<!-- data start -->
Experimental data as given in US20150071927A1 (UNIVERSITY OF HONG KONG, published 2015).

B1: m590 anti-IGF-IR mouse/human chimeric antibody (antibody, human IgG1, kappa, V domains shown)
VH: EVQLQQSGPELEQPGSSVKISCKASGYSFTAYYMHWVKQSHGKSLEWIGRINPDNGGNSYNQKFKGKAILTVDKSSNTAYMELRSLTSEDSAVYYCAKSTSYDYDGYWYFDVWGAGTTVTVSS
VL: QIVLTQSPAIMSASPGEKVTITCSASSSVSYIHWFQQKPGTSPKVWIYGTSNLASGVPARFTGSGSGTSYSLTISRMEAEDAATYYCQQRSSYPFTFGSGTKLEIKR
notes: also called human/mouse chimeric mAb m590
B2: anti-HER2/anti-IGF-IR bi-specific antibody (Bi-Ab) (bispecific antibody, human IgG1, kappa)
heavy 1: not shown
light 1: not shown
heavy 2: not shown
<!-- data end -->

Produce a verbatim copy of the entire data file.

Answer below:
Experimental data as given in US20150071927A1 (UNIVERSITY OF HONG KONG, published 2015).

B1: m590 anti-IGF-IR mouse/human chimeric antibody (antibody, human IgG1, kappa, V domains shown)
VH: EVQLQQSGPELEQPGSSVKISCKASGYSFTAYYMHWVKQSHGKSLEWIGRINPDNGGNSYNQKFKGKAILTVDKSSNTAYMELRSLTSEDSAVYYCAKSTSYDYDGYWYFDVWGAGTTVTVSS
VL: QIVLTQSPAIMSASPGEKVTITCSASSSVSYIHWFQQKPGTSPKVWIYGTSNLASGVPARFTGSGSGTSYSLTISRMEAEDAATYYCQQRSSYPFTFGSGTKLEIKR
notes: also called human/mouse chimeric mAb m590
B2: anti-HER2/anti-IGF-IR bi-specific antibody (Bi-Ab) (bispecific antibody, human IgG1, kappa)
heavy 1: not shown
light 1: not shown
heavy 2: not shown